“In an original world reminiscent of Edwardian England in the shadow of a World War, cabals of noble families use their unique magical gifts to control the fates of nations, while one young man seeks only to live a life of his own.
Magic marked Miles Singer for suffering the day he was born, doomed either to be enslaved to his family’s interest or to be committed to a witches’ asylum. He went to war to escape his destiny and came home a different man, but he couldn’t leave his past behind. The war between Aeland and Laneer leaves men changed, strangers to their friends and family, but even after faking his own death and reinventing himself as a doctor at a cash-strapped veterans’ hospital, Miles can’t hide what he truly is.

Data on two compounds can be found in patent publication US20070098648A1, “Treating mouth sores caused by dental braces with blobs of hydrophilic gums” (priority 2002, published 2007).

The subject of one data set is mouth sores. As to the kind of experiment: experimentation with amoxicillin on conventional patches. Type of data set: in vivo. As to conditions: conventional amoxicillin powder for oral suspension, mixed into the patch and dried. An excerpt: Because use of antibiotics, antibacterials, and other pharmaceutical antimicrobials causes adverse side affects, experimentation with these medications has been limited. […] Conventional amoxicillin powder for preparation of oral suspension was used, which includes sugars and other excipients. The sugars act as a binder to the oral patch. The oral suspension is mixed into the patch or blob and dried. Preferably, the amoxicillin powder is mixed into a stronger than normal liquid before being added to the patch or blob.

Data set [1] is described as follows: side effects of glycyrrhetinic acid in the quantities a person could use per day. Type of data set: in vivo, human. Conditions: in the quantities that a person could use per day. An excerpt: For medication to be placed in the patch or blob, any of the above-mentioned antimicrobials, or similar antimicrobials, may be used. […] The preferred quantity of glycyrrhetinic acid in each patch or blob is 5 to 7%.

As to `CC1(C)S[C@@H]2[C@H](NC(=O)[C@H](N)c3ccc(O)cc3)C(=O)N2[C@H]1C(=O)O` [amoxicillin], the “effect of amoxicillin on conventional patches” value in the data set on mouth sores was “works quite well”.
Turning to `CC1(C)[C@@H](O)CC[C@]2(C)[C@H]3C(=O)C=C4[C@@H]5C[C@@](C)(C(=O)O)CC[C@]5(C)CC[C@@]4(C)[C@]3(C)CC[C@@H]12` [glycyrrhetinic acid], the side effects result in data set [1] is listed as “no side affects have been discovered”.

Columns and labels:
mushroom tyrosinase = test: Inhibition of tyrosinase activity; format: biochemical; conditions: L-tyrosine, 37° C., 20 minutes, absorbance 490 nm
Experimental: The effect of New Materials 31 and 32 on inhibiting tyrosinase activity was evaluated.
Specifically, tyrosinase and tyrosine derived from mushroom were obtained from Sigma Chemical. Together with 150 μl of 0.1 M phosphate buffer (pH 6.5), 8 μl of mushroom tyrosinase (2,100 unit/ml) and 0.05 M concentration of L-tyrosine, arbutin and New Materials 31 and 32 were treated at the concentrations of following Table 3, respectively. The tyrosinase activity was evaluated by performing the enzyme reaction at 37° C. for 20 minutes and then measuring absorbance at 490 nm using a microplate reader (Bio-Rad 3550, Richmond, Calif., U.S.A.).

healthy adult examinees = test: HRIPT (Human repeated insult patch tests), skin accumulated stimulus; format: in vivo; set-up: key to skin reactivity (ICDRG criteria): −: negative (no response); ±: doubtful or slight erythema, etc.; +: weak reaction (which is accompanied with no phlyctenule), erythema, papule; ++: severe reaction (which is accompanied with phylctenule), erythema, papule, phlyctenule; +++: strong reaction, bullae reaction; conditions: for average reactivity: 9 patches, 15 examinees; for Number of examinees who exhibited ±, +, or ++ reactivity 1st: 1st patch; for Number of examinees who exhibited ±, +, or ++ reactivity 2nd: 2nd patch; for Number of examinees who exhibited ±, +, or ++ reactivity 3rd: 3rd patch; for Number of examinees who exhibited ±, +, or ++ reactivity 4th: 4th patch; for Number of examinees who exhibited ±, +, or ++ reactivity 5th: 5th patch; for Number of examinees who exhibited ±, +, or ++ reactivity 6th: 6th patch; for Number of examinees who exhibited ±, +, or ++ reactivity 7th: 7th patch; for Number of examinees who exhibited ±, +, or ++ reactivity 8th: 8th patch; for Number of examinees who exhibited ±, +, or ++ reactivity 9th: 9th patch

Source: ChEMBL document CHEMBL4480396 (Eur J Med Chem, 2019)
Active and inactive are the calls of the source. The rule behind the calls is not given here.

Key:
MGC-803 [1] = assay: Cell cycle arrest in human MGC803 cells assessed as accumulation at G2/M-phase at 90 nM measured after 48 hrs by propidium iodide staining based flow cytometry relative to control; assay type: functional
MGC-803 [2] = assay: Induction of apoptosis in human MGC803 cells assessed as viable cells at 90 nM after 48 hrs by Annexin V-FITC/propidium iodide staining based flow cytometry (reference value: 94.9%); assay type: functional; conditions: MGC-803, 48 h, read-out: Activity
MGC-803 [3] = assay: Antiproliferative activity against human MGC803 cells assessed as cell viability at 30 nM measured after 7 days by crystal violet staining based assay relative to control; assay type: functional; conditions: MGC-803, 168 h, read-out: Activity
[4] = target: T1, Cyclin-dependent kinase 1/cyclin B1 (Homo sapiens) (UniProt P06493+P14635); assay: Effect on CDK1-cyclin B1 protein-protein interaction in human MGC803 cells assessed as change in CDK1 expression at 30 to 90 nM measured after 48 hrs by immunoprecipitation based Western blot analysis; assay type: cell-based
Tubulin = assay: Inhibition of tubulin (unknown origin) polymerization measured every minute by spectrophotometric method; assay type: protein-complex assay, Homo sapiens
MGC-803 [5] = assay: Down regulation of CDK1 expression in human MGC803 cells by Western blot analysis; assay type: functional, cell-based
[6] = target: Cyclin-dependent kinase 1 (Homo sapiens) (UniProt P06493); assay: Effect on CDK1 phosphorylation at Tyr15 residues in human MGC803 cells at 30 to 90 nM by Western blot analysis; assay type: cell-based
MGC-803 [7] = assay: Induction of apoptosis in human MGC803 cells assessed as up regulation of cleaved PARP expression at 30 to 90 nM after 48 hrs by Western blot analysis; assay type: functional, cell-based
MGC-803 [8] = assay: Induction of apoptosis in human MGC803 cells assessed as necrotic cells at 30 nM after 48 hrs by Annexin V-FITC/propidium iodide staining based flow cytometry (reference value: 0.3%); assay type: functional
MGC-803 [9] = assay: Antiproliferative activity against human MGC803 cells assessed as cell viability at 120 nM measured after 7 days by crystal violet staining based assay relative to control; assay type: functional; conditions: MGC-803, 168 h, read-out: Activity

When a fatally poisoned patient exposes Miles’ healing gift and his witchmark, he must put his anonymity and freedom at risk to investigate his patient’s murder. To find the truth he’ll need to rely on the family he despises, and on the kindness of the most gorgeous man he’s ever seen.”
If Witchmark is about sparking the revolution then Stormsong is about what comes next. Audre Lorde once said “For the master’s tools will never dismantle the master’s house. They may allow us temporarily to beat him at his own game, but they will never enable us to bring about genuine change.” Although she was speaking about women who refused to make room for intersectional feminism, the sentiment also applies to the running theme of Stormsong. In the first book, Polk asks the hard questions and in the second she answers. There are many who don’t like the questions and reject the answers, but we can’t expect the future to be better without examining the past and present…
To read the rest of my review, head over to Tor.com.
Thanks to the publisher for sending me a review copy.